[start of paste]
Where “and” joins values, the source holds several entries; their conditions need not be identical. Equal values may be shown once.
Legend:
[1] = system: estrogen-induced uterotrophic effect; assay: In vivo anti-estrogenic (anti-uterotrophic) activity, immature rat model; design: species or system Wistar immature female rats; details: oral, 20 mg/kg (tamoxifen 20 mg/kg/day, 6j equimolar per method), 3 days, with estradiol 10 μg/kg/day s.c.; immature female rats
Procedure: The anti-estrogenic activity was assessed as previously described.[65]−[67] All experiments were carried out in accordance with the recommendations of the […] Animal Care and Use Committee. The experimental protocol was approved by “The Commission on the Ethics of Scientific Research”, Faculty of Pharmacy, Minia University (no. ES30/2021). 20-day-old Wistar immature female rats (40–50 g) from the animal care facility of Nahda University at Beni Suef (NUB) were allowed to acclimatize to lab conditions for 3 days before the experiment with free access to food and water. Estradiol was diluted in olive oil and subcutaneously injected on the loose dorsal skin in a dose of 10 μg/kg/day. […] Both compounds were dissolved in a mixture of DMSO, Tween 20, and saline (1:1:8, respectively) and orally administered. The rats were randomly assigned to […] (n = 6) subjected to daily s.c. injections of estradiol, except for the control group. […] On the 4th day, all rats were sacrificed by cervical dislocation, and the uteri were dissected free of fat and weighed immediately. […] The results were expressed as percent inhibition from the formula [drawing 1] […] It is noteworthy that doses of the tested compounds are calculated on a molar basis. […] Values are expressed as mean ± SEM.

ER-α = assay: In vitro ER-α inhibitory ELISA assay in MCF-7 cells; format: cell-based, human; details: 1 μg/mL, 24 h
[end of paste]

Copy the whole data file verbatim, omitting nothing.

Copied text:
Where “and” joins values, the source holds several entries; their conditions need not be identical. Equal values may be shown once.
Legend:
[1] = system: estrogen-induced uterotrophic effect; assay: In vivo anti-estrogenic (anti-uterotrophic) activity, immature rat model; design: species or system Wistar immature female rats; details: oral, 20 mg/kg (tamoxifen 20 mg/kg/day, 6j equimolar per method), 3 days, with estradiol 10 μg/kg/day s.c.; immature female rats
Procedure: The anti-estrogenic activity was assessed as previously described.[65]−[67] All experiments were carried out in accordance with the recommendations of the […] Animal Care and Use Committee. The experimental protocol was approved by “The Commission on the Ethics of Scientific Research”, Faculty of Pharmacy, Minia University (no. ES30/2021). 20-day-old Wistar immature female rats (40–50 g) from the animal care facility of Nahda University at Beni Suef (NUB) were allowed to acclimatize to lab conditions for 3 days before the experiment with free access to food and water. Estradiol was diluted in olive oil and subcutaneously injected on the loose dorsal skin in a dose of 10 μg/kg/day. […] Both compounds were dissolved in a mixture of DMSO, Tween 20, and saline (1:1:8, respectively) and orally administered. The rats were randomly assigned to […] (n = 6) subjected to daily s.c. injections of estradiol, except for the control group. […] On the 4th day, all rats were sacrificed by cervical dislocation, and the uteri were dissected free of fat and weighed immediately. […] The results were expressed as percent inhibition from the formula [drawing 1] […] It is noteworthy that doses of the tested compounds are calculated on a molar basis. […] Values are expressed as mean ± SEM.

ER-α = assay: In vitro ER-α inhibitory ELISA assay in MCF-7 cells; format: cell-based, human; details: 1 μg/mL, 24 h